Adult; Depression, Postpartum (prevention & control); Ethnicity; Female; Humans; Infant; Intention to Treat Analysis; Maternal Health Services (methods); Midwifery; Mother-Child Relations; Mothers (psychology); Parity; Postnatal Care (methods, psychology); Pregnancy; Pregnancy Outcome (ethnology, psychology); Pregnant Women (psychology); Prenatal Care (methods, psychology); Qualitative Research; Risk Assessment; Risk Factors; Social Support; United Kingdom
BACKGROUND: Maternal, neonatal and child health outcomes are worse in families from black and ethnic minority groups and disadvantaged backgrounds. There is little evidence on whether lay support improves maternal and infant outcomes among women with complex social needs within a disadvantaged multi-ethnic population in the United Kingdom (UK). METHOD/DESIGN: The aim of this study is to evaluate a lay Pregnancy Outreach Worker (POW) service for nulliparous women identified as having social risk within a maternity service that is systematically assessing social risks alongside the usual obstetric and medical risks. The study design is a randomised controlled trial (RCT) in nulliparous women assessed as having social risk comparing standard maternity care with the addition of referral to the POW support service. The POWs work alongside community midwifery teams and offer individualised support to women to encourage engagement with services (health and social care) from randomisation (before 28 weeks gestation) until 6 weeks after birth. The primary outcomes have been chosen on the basis that they are linked to maternal and infant health. The two primary outcomes are engagement with antenatal care, assessed by the number of antenatal visits; and maternal depression, assessed using the Edinburgh Postnatal Depression Scale at 8-12 weeks after birth. Secondary outcomes include maternal and neonatal morbidity and mortality, routine child health assessments, including immunisation uptake and breastfeeding at 6 weeks. Other psychological outcomes (self efficacy) and mother-to-infant bonding will also be collected using validated tools.A sample size of 1316 will provide 90% power (at the 5% significance level) to detect increased engagement with antenatal services of 1.5 visits and a reduction of 1.5 in the average EPDS score for women with two or more social risk factors, with power in excess of this for women with any social risk factor. Analysis will be by intention to treat. Qualitative research will explore the POWs' daily work in context. This will complement the findings of the RCT through a triangulation of quantitative and qualitative data on the process of the intervention, and identify other contextual factors that affect the implementation of the intervention. DISCUSSION: The trial will provide high quality evidence as to whether or not lay support (POW) offered to women identified with social risk factors improves engagement with maternity services and reduces numbers of women with depression. MREC NUMBER: 10/H1207/23 TRIAL REGISTRATION NUMBER: ISRCTN: ISRCTN35027323.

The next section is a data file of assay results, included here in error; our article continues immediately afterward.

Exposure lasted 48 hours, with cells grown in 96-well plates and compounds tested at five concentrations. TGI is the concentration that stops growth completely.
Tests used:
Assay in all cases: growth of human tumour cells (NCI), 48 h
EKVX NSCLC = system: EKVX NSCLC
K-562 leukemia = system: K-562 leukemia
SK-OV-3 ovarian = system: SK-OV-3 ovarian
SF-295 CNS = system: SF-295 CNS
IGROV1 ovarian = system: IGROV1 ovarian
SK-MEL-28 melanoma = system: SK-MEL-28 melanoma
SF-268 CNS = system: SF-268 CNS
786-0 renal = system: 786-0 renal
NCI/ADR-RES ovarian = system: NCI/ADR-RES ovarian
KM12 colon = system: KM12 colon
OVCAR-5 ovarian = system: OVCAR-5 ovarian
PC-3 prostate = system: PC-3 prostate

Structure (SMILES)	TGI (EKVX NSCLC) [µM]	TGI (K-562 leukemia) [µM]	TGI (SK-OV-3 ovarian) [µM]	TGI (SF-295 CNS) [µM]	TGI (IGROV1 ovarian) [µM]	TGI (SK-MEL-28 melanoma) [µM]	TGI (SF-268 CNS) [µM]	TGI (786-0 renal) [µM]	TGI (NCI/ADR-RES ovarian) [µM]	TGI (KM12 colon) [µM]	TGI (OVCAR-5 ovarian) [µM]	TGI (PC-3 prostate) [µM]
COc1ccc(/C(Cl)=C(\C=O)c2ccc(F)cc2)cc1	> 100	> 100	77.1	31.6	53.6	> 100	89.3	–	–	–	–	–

Digital Object Identifier (DOI)
Published in BMC Pregnancy and Childbirth, Volume 12, Issue 1, 2012, pages 11-.
© 2012 Kenyon et al; licensee BioMed Central Ltd. This is an Open Access article distributed under the terms of the Creative Commons Attribution License (http://creativecommons.org/licenses/by/2.0), which permits unrestricted use, distribution, and reproduction in any medium, provided the original work is properly cited.
Kenyon, S., Jolly, K., Hemming, K., Ingram, L., Gale, N., & Dann, S. et al. (2012). Evaluation of Lay Support in Pregnant women with Social risk (ELSIPS): a randomised controlled trial. BMC Pregnancy And Childbirth, 12(1). https://doi.org/10.1186/1471-2393-12-11